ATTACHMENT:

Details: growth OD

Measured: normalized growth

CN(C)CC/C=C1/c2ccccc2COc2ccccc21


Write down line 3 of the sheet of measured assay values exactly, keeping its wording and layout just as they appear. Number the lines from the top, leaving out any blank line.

CN(C)CC/C=C1/c2ccccc2COc2ccccc21